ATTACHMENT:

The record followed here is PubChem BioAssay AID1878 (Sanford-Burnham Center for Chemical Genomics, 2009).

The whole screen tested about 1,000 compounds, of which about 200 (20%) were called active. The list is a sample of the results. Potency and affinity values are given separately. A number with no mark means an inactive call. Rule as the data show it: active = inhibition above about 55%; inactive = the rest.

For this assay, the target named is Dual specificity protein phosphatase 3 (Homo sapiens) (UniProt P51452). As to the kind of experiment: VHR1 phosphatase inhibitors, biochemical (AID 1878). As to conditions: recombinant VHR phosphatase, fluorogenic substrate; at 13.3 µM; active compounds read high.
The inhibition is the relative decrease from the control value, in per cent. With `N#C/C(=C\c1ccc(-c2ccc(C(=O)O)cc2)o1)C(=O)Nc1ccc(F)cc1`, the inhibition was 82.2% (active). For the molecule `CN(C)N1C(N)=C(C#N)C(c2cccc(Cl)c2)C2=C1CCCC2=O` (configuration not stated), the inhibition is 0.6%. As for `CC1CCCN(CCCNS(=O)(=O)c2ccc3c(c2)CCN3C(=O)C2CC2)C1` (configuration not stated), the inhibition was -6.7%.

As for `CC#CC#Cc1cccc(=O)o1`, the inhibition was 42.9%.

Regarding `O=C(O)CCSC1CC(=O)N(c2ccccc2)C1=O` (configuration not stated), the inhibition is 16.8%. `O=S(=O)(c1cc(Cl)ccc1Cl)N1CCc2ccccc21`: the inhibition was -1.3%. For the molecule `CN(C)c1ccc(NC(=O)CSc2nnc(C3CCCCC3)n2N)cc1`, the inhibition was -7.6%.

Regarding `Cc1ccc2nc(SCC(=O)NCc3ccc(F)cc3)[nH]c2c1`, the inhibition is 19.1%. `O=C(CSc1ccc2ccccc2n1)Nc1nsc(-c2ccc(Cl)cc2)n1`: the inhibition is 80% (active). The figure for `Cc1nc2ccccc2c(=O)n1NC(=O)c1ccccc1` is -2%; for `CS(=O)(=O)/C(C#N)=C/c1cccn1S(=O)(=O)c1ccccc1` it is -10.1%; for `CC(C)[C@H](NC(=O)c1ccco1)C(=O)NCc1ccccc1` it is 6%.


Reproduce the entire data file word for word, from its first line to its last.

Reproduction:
The record followed here is PubChem BioAssay AID1878 (Sanford-Burnham Center for Chemical Genomics, 2009).

The whole screen tested about 1,000 compounds, of which about 200 (20%) were called active. The list is a sample of the results. Potency and affinity values are given separately. A number with no mark means an inactive call. Rule as the data show it: active = inhibition above about 55%; inactive = the rest.

For this assay, the target named is Dual specificity protein phosphatase 3 (Homo sapiens) (UniProt P51452). As to the kind of experiment: VHR1 phosphatase inhibitors, biochemical (AID 1878). As to conditions: recombinant VHR phosphatase, fluorogenic substrate; at 13.3 µM; active compounds read high.
The inhibition is the relative decrease from the control value, in per cent. With `N#C/C(=C\c1ccc(-c2ccc(C(=O)O)cc2)o1)C(=O)Nc1ccc(F)cc1`, the inhibition was 82.2% (active). For the molecule `CN(C)N1C(N)=C(C#N)C(c2cccc(Cl)c2)C2=C1CCCC2=O` (configuration not stated), the inhibition is 0.6%. As for `CC1CCCN(CCCNS(=O)(=O)c2ccc3c(c2)CCN3C(=O)C2CC2)C1` (configuration not stated), the inhibition was -6.7%.

As for `CC#CC#Cc1cccc(=O)o1`, the inhibition was 42.9%.

Regarding `O=C(O)CCSC1CC(=O)N(c2ccccc2)C1=O` (configuration not stated), the inhibition is 16.8%. `O=S(=O)(c1cc(Cl)ccc1Cl)N1CCc2ccccc21`: the inhibition was -1.3%. For the molecule `CN(C)c1ccc(NC(=O)CSc2nnc(C3CCCCC3)n2N)cc1`, the inhibition was -7.6%.

Regarding `Cc1ccc2nc(SCC(=O)NCc3ccc(F)cc3)[nH]c2c1`, the inhibition is 19.1%. `O=C(CSc1ccc2ccccc2n1)Nc1nsc(-c2ccc(Cl)cc2)n1`: the inhibition is 80% (active). The figure for `Cc1nc2ccccc2c(=O)n1NC(=O)c1ccccc1` is -2%; for `CS(=O)(=O)/C(C#N)=C/c1cccn1S(=O)(=O)c1ccccc1` it is -10.1%; for `CC(C)[C@H](NC(=O)c1ccco1)C(=O)NCc1ccccc1` it is 6%.